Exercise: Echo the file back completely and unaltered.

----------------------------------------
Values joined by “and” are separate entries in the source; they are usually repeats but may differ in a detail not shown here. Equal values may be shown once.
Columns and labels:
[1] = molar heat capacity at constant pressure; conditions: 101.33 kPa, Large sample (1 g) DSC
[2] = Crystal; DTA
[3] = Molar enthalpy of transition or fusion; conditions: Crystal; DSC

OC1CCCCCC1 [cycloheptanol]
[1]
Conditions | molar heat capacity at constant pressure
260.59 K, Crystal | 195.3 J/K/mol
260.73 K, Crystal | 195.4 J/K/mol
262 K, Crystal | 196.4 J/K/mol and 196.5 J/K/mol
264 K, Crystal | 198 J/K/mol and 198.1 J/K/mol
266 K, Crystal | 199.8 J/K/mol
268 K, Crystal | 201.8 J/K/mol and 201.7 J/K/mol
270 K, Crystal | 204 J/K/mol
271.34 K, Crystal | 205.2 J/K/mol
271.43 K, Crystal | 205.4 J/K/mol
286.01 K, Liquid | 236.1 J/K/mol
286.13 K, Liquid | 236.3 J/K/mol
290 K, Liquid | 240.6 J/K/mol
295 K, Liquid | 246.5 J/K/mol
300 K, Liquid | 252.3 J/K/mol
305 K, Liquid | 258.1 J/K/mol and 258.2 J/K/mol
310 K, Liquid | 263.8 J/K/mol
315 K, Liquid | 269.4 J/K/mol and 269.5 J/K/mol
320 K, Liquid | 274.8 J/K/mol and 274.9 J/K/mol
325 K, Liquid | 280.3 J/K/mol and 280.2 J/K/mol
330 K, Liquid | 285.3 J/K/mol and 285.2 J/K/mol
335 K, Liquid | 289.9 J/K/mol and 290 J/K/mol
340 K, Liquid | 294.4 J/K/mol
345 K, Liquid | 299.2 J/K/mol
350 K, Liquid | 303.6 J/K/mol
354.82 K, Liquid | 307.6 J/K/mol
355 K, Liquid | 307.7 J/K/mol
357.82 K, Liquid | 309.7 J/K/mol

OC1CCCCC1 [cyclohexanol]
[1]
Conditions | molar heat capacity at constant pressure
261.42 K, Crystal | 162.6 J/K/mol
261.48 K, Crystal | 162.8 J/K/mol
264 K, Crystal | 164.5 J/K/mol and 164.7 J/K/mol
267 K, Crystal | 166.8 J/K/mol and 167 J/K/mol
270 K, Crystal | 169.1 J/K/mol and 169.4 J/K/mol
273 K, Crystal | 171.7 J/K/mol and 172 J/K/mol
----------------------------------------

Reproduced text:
Values joined by “and” are separate entries in the source; they are usually repeats but may differ in a detail not shown here. Equal values may be shown once.
Columns and labels:
[1] = molar heat capacity at constant pressure; conditions: 101.33 kPa, Large sample (1 g) DSC
[2] = Crystal; DTA
[3] = Molar enthalpy of transition or fusion; conditions: Crystal; DSC

OC1CCCCCC1 [cycloheptanol]
[1]
Conditions | molar heat capacity at constant pressure
260.59 K, Crystal | 195.3 J/K/mol
260.73 K, Crystal | 195.4 J/K/mol
262 K, Crystal | 196.4 J/K/mol and 196.5 J/K/mol
264 K, Crystal | 198 J/K/mol and 198.1 J/K/mol
266 K, Crystal | 199.8 J/K/mol
268 K, Crystal | 201.8 J/K/mol and 201.7 J/K/mol
270 K, Crystal | 204 J/K/mol
271.34 K, Crystal | 205.2 J/K/mol
271.43 K, Crystal | 205.4 J/K/mol
286.01 K, Liquid | 236.1 J/K/mol
286.13 K, Liquid | 236.3 J/K/mol
290 K, Liquid | 240.6 J/K/mol
295 K, Liquid | 246.5 J/K/mol
300 K, Liquid | 252.3 J/K/mol
305 K, Liquid | 258.1 J/K/mol and 258.2 J/K/mol
310 K, Liquid | 263.8 J/K/mol
315 K, Liquid | 269.4 J/K/mol and 269.5 J/K/mol
320 K, Liquid | 274.8 J/K/mol and 274.9 J/K/mol
325 K, Liquid | 280.3 J/K/mol and 280.2 J/K/mol
330 K, Liquid | 285.3 J/K/mol and 285.2 J/K/mol
335 K, Liquid | 289.9 J/K/mol and 290 J/K/mol
340 K, Liquid | 294.4 J/K/mol
345 K, Liquid | 299.2 J/K/mol
350 K, Liquid | 303.6 J/K/mol
354.82 K, Liquid | 307.6 J/K/mol
355 K, Liquid | 307.7 J/K/mol
357.82 K, Liquid | 309.7 J/K/mol

OC1CCCCC1 [cyclohexanol]
[1]
Conditions | molar heat capacity at constant pressure
261.42 K, Crystal | 162.6 J/K/mol
261.48 K, Crystal | 162.8 J/K/mol
264 K, Crystal | 164.5 J/K/mol and 164.7 J/K/mol
267 K, Crystal | 166.8 J/K/mol and 167 J/K/mol
270 K, Crystal | 169.1 J/K/mol and 169.4 J/K/mol
273 K, Crystal | 171.7 J/K/mol and 172 J/K/mol